Where our European tour might take us

Some potential opponents we could face in the Europa League.

By Nick Szczepanik • 26 May 2023

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The Jose Alvalade Stadium, home of Sporting Club de Portugal.

The big question that every Albion fan will be asking themselves this summer is: who will we face in the Europa League?

Our opponents will not be known until September 1, when the draw for the group stage is made.  And, such is the labyrinthine nature of the competition that in most cases we do not even know for sure which clubs will be in the draw.

Some leagues have yet to be completed, some cup finals are still to be played and some clubs from some leagues will have to win through qualifying rounds, while others will only enter the draw after being eliminated from Champions League qualifying.

Spain, Italy and Germany each have two automatic entries into the group stage, ten other countries one each, while clubs from the remaining nations – including some major footballing countries including Norway, Denmark, Croatia and Turkey – must qualify.

Some potential opponents, such as Portugal’s Sporting and French Cup winners Toulouse are already known. Others, such as Slavia Prague and Antwerp, might find themselves in the Champions League depending on how their domestic leagues play out. But to whet your appetites, here are two groups of interesting clubs that Albion could end up visiting.

AC Milan. One of the giants of European football, playing in the iconic San Siro stadium, the Rossoneri also happen to be located in one of the world’s capitals of fashion and art. The Duomo, the Galleria Vittore Emmanuelle II, art galleries, the Armani museum – Milan has all the culture you could want. Even the railway station is monumental. What’s that you say? Food? Drink? It’s Italy, what do you think? 

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The San Siro in Milan, one of the most storied venues in European football.

AS Monaco. Formerly managed by Arsene Wenger and represented by Glenn Hoddle, Monaco play in the French League but are based in the independent principality known for its sheer density of millionaires. Not many of them pack into the strange-looking Stade Louis II, built on top of multi-storey car park and usually more than half-empty. Millionaires apparently prefer Formula One to football. Hotels are cheaper in Nice, a short train ride away.

Freiburg. There are echoes of the Albion about this cult club, from a chic university city in the Black Forest. Fan-owned and fan-centric, not driven to insane spending and with the Bundesliga’s longest-serving coach in Christian Streich, they think long-term and believe in their youth policy. Its fan community stands against all forms of violence and discrimination – a sort of German Whitehawk FC, if you like. Oh, and of course there are sausages and beer. It’s still Germany after all.

PSV Eindhoven. The modern city of Eindhoven itself is not especially attractive, but the people, like all citizens of the Netherlands, know how to enjoy themselves. A visit in the knockout stages might coincide with their Fat Tuesday festival, and then you can wander off slightly drunkenly to the centrally-located Philips Stadium. By the way, don’t wrap up too warm. There are heaters in the stadium roof, provided by the electrical giant that is their chief sponsor.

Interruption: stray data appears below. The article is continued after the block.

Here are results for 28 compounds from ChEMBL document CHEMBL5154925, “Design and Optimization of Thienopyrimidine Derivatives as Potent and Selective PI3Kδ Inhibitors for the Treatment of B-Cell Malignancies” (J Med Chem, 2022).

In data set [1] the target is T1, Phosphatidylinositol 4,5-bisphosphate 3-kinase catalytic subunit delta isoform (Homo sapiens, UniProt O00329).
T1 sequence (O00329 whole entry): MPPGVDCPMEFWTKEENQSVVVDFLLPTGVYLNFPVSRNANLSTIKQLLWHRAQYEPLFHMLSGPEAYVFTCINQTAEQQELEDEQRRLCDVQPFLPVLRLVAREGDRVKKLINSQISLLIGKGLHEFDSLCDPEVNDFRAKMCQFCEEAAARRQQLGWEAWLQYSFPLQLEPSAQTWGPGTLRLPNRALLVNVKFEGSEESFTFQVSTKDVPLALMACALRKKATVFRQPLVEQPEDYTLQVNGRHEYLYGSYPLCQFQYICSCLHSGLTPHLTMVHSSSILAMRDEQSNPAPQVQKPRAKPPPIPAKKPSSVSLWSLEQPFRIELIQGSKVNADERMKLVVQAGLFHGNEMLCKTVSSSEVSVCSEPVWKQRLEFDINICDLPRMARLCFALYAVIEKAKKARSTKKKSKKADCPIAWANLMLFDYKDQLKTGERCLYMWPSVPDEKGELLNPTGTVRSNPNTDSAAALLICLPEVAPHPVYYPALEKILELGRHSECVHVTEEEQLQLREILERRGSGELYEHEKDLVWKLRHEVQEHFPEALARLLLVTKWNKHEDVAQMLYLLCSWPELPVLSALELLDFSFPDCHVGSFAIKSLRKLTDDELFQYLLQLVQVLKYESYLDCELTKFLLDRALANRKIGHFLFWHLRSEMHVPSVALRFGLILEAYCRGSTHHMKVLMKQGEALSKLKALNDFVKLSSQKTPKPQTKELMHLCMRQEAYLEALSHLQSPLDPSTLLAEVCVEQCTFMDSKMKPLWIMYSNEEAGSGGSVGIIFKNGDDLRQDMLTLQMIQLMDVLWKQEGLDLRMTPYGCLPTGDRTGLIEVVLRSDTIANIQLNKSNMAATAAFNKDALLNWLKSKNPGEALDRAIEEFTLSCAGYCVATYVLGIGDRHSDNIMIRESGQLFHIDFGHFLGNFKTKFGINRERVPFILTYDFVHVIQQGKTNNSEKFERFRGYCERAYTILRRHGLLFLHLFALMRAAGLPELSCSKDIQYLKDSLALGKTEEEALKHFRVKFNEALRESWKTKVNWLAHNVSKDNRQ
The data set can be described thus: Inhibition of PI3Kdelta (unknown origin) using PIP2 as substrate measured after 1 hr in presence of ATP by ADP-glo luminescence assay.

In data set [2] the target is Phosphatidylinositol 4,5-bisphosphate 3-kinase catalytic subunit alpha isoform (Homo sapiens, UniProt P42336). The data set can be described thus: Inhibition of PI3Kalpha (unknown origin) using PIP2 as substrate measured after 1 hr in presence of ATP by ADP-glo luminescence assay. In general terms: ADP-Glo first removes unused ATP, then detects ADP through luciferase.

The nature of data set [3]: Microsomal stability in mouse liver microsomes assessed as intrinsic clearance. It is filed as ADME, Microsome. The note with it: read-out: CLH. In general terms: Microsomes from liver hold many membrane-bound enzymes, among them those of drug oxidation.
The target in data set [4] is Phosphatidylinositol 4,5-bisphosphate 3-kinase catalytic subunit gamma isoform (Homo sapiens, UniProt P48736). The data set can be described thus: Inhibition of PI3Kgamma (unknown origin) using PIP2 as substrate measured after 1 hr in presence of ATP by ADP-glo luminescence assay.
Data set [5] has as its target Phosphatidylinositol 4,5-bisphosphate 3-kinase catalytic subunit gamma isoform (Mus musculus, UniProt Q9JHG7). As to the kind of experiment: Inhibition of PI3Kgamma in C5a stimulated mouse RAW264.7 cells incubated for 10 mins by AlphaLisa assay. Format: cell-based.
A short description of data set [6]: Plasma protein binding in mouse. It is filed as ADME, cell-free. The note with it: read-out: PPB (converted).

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The Phillips Stadium, home of PSV Eindhoven.

Real Betis. No, of course you can’t find Betis on a map of Spain. Real Betis Balompié are based in Seville and play at the magnificent 60,000-capacity Estadio Benito Villamarín. Even in the winter months, the temperature in the capital of Andalucia rarely drops below 18 degrees.  If it’s not too hot to move, you can experience the Moorish/Christian Alcázar palace, La Giralda, the cathedral, the Flamenco dancing, the tapas, the wine. If it is, stick to the tapas and wine.

Slavia Prague. Europe’s unofficial capital of stag nights and hen parties, the City of A Hundred Spires has everything you want on for an evening out on the eve of a match. There’s culture, the famous Charles Bridge over the Vltava River, the baroque buildings, Gothic churches and the medieval Astronomical Clock, and historic Wenceslas Square, where the ‘Velvet Revolution’ against communism began. And yes, of course there are beer tours.

Sporting Club de Portugal. Usually (and incorrectly) called Sporting Lisbon, Sporting Club are often in the shadow of neighbours Benfica, but Albion fans will only care that they are based in one of Europe’s most walkable and accessible capitals. Eat and drink in the Docas area of old waterfront, ride the trams that weave in and out of the tiny streets and gorge on Pasteles de Nata, the traditional custard tarts. What do you mean, you can buy them in Tesco? Not like this you can’t.

Villarreal.  Ah, Spain – sun, sea and sangria. Well, two out of three isn’t bad. Villarreal might look as if it is on the coast, but it is actually about five kilometres inland, based just south of Castellon in the province of Valencia. The mystery is how the Yellow Submarine, a team from a place a little smaller than Hove, became a power in Spanish football, but they are much more famous than the industrial town from which they takes their name, a community most famous for its ceramics – the Spanish Stoke, if you like.

Their first European tie will take place on September 21, with the final group game on December 14, and then we’ll see. But there is an extra incentive for reaching the final this year. It’s in Dublin. Enough said.